• They Wasted a Perfectly Good Character: Lots of effort is devoted early on to establishing this huge herd of interesting supporting cast members, who then spend the rest of the movie tripping over each other for screen time to the point where it feels like all of them got shortchanged. If the proposed TV series had materialized (see "Sequelitis" above), they would have each finally gotten a chance to shine.
  • Vanilla Protagonist: Milo, especially compared to the above mentioned herd of quirky supporting characters. He's not exactly a Flat Character but he's not particularly interesting either. Just a nice, normal nerd with a talent for linguistics who gets to go on an adventure.
  • Vindicated by History: The film was neither a huge financial or critical hit, and perhaps received one of the most lukewarm receptions of any Disney film at the time. Many questioned Disney on its choice to pursue an action-oriented animated film, one that was designed for an older audience in mind and resorted to the extensive use of CGI when traditional animation had begun to lose favor at Disney. However, these days it is becoming a significant cult classic with more and more viewers taking a closer look at the film's merits. Those who enjoy it tend to appreciate its comic book style animation and its many adventurous elements, while many in its supporting cast have grown to be fan favorites among some, especially Audrey, Kida and Vinny in particular.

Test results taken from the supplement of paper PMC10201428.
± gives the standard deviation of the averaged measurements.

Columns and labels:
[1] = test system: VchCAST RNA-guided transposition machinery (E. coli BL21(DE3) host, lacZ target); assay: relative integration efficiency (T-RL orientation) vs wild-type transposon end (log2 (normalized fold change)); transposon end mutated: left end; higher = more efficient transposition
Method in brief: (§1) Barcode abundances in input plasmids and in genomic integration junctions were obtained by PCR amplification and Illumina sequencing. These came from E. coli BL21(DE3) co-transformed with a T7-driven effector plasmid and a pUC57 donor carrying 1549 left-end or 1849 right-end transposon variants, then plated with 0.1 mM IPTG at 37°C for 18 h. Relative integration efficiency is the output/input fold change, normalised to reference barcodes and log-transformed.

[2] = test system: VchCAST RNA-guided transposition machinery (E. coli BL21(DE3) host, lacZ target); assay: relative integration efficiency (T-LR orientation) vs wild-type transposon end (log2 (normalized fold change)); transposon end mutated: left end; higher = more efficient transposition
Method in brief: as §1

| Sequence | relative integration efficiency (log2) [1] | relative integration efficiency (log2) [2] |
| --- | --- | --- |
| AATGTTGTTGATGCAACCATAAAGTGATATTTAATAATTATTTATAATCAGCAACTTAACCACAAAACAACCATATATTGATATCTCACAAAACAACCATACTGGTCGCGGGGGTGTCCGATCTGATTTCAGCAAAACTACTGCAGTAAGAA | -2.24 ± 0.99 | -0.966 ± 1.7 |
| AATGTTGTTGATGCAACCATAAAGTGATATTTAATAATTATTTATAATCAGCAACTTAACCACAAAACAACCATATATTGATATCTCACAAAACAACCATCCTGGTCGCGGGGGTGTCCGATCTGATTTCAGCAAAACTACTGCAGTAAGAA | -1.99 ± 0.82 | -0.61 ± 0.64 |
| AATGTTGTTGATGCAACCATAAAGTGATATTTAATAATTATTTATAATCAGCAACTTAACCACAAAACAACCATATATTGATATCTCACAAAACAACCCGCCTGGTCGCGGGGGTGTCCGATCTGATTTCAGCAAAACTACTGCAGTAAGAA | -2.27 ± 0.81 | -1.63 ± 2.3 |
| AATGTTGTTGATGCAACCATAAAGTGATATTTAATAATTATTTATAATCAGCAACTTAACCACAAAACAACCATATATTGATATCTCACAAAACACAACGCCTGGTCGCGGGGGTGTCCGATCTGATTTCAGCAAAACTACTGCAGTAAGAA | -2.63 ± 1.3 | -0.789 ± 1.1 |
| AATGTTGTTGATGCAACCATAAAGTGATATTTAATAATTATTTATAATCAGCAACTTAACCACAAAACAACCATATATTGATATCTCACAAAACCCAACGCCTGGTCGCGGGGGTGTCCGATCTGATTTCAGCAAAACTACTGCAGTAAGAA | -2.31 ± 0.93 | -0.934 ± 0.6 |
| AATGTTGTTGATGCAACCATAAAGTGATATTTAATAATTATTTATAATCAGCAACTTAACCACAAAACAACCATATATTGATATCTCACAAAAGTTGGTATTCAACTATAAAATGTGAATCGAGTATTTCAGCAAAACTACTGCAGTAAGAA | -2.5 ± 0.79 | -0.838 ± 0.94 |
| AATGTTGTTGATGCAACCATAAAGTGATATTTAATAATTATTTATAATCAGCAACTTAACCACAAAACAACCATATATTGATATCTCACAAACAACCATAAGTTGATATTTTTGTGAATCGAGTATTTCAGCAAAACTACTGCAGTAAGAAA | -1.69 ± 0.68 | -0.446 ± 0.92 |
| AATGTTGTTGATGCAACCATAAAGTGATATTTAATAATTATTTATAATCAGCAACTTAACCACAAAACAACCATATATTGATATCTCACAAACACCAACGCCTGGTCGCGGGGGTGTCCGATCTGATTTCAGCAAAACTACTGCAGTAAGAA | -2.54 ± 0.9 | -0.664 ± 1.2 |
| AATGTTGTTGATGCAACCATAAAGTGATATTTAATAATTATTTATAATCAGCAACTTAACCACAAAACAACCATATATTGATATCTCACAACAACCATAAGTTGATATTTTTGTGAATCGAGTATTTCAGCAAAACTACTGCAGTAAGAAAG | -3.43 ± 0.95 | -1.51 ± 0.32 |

• Visual Effects of Awesome: The film has very good animation on the whole, but the animation on the Leviathan is amazing. Similarly, any scene with Kida and the Crystal is bound to have this.
  • Win Back the Crowd: This was Disney's attempt to achieve this with more adult audiences, with a heavier emphasis on action, philosophy and cyberpunk as prominent features of the story, complete with a Darker and Edgier tone. The end result however ultimately did not achieve this effect, and like The Black Cauldron before it it would be some years before Disney fans would come back to reevaluate its good points, eventually granting it new life as a Cult Classic.

http://tvtropes.org/pmwiki/pmwiki.php/YMMV/AtlantisTheLostEmpire